Is the L4 consultant a world famous racer (wishy thinking right?)? an additional coach? a coach in training? a BMW motorad engineer who speaks english? probably not a returning L4 student? Does the consultant do the heavy lifting as the coach goes out riding with the L1/L2 students? Whereas you can request specific coaches, you probably can't request specific consultants?

 

So many questions and sometimes not sure if I should ask here or wait to ask in school. Unfortnately, if I wait too long, it might be too late or I might forget about the question all together because of how busy things get at school and other reasons. Already searched the cornering forum for hook turn but still have lots of questions, but I think I'll wait for next CSS session. Hope I won't forget.

 

 

Both of my personal bikes are equipped with the BMW Datalogger so I just ride those. Quite honestly you could buy your own datalogger and within a matter of about 3 minutes install it on the school bike and have your laps and everyone else who rode the bike's laps as well. Bring a laptop and pull your sessions and just erase the rest. Don't expect to be able to make heads or tails of the data at the track. Just pull it and store it. The useful analysis comes later. You can check some of the "20 mile views" such as the min max tables and other fun statistical data but as for understanding "what am I doing in Turn 1" that requires some detailed analysis and looking at multiple laps and sessions which takes a while.

 

If I'm 100% honest. The data from this year's CSS is still on my datalogger right now as well as probably at least 10 other tracks too. After the "fun factor" of playing with the data wears off you are left with a lot of information to sift through. I'll still use my logger for solving specific problems when other methods fail but I'm having a lot of fun doing it the old fashioned way for a change.

 

L4 consultants aren't just coaches that can't ride. They are full on coaches and have all the capabilities that the ones on the track do. In fact to be 100% honest they tend to be the faster and more experienced coaches. They take L4 consulting very seriously. This year I had Keith Code for a L4 coach.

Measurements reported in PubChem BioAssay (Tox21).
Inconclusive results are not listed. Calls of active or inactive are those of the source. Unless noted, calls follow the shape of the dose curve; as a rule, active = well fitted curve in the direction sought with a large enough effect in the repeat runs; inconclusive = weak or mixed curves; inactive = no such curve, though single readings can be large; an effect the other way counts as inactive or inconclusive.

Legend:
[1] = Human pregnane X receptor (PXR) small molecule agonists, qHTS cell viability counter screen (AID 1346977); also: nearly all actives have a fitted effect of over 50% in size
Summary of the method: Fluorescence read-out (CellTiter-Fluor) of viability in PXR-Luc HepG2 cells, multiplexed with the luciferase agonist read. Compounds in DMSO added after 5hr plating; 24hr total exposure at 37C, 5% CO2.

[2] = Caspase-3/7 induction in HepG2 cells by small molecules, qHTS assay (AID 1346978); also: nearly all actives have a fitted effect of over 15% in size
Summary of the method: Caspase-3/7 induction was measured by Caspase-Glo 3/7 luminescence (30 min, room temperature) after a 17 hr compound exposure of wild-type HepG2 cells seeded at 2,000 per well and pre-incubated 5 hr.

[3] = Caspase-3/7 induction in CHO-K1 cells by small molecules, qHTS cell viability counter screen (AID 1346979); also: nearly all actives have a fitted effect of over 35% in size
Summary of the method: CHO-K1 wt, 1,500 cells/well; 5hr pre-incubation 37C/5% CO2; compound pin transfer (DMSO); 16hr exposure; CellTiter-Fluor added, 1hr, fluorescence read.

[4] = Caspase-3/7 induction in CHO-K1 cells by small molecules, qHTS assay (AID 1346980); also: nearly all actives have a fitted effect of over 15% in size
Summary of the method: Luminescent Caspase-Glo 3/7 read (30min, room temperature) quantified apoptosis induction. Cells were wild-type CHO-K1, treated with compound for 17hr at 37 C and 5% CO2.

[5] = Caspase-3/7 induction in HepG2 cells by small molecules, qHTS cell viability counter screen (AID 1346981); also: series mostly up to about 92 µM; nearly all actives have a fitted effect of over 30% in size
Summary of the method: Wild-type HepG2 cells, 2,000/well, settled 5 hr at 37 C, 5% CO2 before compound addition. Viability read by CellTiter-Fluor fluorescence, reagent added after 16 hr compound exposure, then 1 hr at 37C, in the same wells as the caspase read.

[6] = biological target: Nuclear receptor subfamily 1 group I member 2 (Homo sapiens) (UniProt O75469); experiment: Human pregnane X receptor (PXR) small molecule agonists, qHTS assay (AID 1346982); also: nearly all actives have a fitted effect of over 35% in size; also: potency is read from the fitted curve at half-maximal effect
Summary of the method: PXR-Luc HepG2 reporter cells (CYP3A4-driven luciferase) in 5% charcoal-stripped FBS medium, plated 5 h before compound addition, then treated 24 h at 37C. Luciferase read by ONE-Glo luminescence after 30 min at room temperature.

Most of the coaches have racing experience but you won't hear them talking about it. Their focus is the student rather than anything else. This is helpful too for new people. I might have been REALLY intimidated to find out that the nice lady towing me around the track was a very successful 250 racer when I was doing Level 1. She was just a normal person to me and I trusted her not to tow me over my head. This actually even spills over into the rider bios on the site. You won't see much information there about what they have won and where they have raced. They know they are fast. They are trying to help you accomplish exactly the same thing without all of that getting in the way.

 

This forum exists to help riders. Not just students. If you have a question lay it on us. While you will get the most out of being able to ask a coach directly and being able to practice the technique and then discuss it afterwards sometimes the forum is helpful. I have solved a number of my riding problems here by asking. Both students and others associated with the school and coaches and anybody else who's on the forum can answer. The focus here is helping rather than anything else.

 

The hook turn is a technique used to lower your center of gravity and alter the bike's geometry. When you get into the hook turn position you lower the overall CG of the bike/rider and the front forks compress. The lower the front end the more willing the bike is to turn. It's VERY useful and one of the better tricks I learned when I was taking L3.